Waffles Galore!

They?re not just for breakfast anymore.

Photo: Vladislav Noseek / Shutterstock

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There is no substitution for a waffle iron. And if you like to make waffles, you’ll need one of these small appliances. Fortunately, a waffle iron can be as compact as a box of chocolates and more affordable than a dozen roses, so there is little reason not to treat yourself and loved ones to the luxury of fresh waffles whenever the mood strikes.

Waffles can be thin, crisp and toasty or thick, fluffy and buttery. They are delightful with stewed fruit and yogurt in the morning and divine with berries and ice cream at night. Even if you only make waffles a few times a year, a reliable waffle maker is an indispensable appliance.

Waffle makers come in myriad shapes, boasting all kinds of different features. When choosing a waffle maker, the most important thing to keep in mind is what kind of waffle you favor. Are you a fan of tender, soft waffles with shallow indentations? Then pick a flat, standard machine. Or do you prefer crunchy, thick, hearty cakes? A Belgian waffler, with deep indentations, may be the one for you. For those interested in style, you can opt for something more whimsical, perhaps one with a design of hearts or even Mickey Mouse. Also, bear in mind the number of people you plan on feeding. A large, four-segment appliance is ideal for satisfying a table of impatient waffle eaters all at once, while a compact appliance that sits on the table between two diners makes for a leisurely cooking experience.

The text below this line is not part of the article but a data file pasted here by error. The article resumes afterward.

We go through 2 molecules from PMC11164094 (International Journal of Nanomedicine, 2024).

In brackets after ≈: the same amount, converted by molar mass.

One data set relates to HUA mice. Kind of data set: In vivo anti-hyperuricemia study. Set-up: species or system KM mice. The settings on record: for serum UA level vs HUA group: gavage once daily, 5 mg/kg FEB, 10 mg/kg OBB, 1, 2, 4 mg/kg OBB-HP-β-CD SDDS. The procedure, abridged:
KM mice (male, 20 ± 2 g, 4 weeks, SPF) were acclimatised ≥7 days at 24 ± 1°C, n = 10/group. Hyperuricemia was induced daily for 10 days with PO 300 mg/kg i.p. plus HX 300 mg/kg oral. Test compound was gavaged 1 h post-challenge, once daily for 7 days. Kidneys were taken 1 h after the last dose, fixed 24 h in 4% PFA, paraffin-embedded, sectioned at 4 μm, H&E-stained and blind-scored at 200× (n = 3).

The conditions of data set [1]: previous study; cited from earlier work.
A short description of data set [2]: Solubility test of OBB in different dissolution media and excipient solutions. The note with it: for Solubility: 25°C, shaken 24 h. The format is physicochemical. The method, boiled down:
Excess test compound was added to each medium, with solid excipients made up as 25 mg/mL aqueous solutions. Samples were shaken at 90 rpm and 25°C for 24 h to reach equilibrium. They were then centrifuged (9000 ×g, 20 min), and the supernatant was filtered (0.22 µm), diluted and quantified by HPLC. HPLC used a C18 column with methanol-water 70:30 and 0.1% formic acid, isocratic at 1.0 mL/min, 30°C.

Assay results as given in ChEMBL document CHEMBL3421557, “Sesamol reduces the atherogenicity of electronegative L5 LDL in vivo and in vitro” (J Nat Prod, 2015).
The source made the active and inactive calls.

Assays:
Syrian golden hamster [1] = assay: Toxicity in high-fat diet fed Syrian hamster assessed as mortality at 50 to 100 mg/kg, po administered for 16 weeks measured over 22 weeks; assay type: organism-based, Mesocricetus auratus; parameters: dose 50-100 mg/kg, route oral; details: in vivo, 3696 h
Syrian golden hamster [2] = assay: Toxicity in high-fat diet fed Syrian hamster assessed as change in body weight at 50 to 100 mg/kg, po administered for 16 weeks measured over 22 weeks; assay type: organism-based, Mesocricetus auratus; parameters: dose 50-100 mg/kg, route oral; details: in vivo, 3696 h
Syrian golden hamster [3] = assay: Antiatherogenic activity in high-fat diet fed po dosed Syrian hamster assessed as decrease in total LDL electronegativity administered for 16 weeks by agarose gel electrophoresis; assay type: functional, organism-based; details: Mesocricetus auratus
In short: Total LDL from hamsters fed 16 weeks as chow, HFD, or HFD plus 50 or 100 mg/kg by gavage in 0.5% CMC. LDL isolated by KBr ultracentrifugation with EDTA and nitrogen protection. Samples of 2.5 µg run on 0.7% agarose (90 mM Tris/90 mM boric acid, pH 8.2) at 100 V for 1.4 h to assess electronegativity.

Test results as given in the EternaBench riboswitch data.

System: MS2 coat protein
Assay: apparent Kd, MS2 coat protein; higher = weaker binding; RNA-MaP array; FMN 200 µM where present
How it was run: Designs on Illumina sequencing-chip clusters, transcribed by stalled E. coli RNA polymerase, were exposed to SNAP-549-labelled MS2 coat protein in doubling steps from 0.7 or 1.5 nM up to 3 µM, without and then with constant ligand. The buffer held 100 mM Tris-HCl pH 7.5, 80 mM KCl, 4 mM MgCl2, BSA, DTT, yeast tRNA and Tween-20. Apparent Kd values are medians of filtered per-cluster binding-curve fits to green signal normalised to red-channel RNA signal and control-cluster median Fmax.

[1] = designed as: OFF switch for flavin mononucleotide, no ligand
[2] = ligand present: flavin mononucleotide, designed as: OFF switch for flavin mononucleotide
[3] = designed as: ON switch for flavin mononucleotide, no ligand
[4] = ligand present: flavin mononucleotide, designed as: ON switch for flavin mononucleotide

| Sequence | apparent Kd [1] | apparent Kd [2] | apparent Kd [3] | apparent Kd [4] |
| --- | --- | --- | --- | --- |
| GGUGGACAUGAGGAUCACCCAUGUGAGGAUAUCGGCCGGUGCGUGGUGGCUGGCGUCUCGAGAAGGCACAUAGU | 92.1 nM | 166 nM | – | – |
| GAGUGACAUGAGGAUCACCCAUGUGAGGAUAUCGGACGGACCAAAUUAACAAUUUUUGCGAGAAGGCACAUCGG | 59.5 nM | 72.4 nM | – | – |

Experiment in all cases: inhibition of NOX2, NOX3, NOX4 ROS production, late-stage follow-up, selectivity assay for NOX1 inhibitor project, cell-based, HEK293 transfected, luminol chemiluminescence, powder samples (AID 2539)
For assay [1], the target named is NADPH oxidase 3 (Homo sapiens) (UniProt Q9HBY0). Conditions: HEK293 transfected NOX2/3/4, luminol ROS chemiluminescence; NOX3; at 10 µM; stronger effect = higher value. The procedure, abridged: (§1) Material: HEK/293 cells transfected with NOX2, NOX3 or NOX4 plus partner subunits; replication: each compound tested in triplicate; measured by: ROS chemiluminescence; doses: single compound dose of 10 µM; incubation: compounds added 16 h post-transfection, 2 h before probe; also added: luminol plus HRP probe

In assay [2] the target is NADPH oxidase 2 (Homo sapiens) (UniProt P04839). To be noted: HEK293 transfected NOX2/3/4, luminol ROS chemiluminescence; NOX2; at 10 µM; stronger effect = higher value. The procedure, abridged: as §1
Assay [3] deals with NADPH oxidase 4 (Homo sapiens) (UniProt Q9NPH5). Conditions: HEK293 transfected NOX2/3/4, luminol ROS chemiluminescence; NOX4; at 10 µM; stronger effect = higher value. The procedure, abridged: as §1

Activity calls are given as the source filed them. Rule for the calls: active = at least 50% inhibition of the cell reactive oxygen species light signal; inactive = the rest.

Related: 10 Great Waffle Recipes

If your kitchen is small or stretched for space, storage may be another consideration. If you’re not planning to use your waffle maker every day, a light, small, easily put-away model is ideal. Some waffle irons can be kept on their side for space efficiency, while others cannot. In this case, the cord of the iron can be wrapped around it for storing; although a few have retractable cords, which takes up a little more space but neatens overall manageability. If you’re going to keep the appliance in a pantry or drawer, you may want to hold onto the original box, which makes it more stable and stackable.

The various bells and whistles of high-tech, multi-feature machines will appeal to some cooks, while others will prefer a simple design with little more than a light to indicate when the iron is hot enough to use. Some waffle makers allow you to set a “doneness factor,” from pale and soft to dark and crisp, while some rely on the old-fashioned test for doneness: Remove the waffle when it has stopped steaming, and the lid lifts without sticking. If you tend to several breakfast items at one time, opt for an alarm or automatic shut-off feature to save your family from slightly singed waffles.

In terms of cleanup, waffle irons need minimal care. For most, a quick wipe of the cooking surface and a little shine of the outside are all that they need. Look for a streamlined design so batter won’t leak into cracks that a sponge can’t reach. Some models even have removable plates that will let you soak and scrub freely. This is key if you like to add messy mix-in ingredients, such as chocolate chips or blueberries, to your waffle batter. In this case, seek out a nonstick surface, which is also a must for low-fat recipes.

So go ahead, make room for a waffle iron in your kitchen. After all, there is no substitute for the crisp crust and steaming interior of a freshly baked waffle, and no other way to make it.